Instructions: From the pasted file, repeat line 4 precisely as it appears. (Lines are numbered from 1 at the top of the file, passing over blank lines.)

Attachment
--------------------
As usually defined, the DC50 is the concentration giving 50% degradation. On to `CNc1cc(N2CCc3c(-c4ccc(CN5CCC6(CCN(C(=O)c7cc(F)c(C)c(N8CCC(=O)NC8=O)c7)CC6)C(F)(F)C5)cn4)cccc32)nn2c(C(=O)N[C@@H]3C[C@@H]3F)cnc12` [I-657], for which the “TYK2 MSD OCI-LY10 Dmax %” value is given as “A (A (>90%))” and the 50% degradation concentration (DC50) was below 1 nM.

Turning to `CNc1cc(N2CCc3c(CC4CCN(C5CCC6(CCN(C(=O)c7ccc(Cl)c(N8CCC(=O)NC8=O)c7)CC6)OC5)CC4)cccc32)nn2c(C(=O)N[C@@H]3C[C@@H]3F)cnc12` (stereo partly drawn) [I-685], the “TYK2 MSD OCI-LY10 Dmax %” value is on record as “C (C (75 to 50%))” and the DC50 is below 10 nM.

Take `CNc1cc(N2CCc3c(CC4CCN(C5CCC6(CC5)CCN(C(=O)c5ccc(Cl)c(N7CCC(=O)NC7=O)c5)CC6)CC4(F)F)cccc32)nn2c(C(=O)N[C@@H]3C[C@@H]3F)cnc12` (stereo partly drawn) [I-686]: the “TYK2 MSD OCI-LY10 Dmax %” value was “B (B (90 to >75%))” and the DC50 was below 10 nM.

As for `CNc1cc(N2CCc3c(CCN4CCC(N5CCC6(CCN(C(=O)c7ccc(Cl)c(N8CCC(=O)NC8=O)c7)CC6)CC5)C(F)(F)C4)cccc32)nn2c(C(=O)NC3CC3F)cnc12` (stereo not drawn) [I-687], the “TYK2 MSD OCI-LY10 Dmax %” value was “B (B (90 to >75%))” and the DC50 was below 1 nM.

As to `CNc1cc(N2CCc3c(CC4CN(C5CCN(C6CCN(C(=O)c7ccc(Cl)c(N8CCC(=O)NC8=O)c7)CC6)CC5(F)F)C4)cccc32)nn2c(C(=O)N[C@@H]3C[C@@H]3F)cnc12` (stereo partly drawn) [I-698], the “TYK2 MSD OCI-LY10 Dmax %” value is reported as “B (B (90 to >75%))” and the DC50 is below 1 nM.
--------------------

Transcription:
As for `CNc1cc(N2CCc3c(CCN4CCC(N5CCC6(CCN(C(=O)c7ccc(Cl)c(N8CCC(=O)NC8=O)c7)CC6)CC5)C(F)(F)C4)cccc32)nn2c(C(=O)NC3CC3F)cnc12` (stereo not drawn) [I-687], the “TYK2 MSD OCI-LY10 Dmax %” value was “B (B (90 to >75%))” and the DC50 was below 1 nM.